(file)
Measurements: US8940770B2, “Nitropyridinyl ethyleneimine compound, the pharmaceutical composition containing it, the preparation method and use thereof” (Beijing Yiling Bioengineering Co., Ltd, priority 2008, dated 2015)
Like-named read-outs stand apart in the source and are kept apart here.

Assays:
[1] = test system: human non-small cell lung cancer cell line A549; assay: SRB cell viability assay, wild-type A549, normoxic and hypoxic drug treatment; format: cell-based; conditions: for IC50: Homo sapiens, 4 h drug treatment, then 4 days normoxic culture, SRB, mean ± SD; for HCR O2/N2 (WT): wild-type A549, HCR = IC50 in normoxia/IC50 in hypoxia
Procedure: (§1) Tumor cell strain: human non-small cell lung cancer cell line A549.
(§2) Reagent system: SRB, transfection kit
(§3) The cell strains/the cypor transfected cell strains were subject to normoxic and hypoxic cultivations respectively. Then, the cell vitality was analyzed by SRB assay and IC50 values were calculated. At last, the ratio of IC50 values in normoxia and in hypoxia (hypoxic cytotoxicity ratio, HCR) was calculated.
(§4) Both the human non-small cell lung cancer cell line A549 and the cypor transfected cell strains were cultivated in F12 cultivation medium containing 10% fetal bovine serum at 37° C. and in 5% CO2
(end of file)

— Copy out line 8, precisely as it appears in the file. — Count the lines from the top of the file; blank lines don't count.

(§4) Both the human non-small cell lung cancer cell line A549 and the cypor transfected cell strains were cultivated in F12 cultivation medium containing 10% fetal bovine serum at 37° C. and in 5% CO2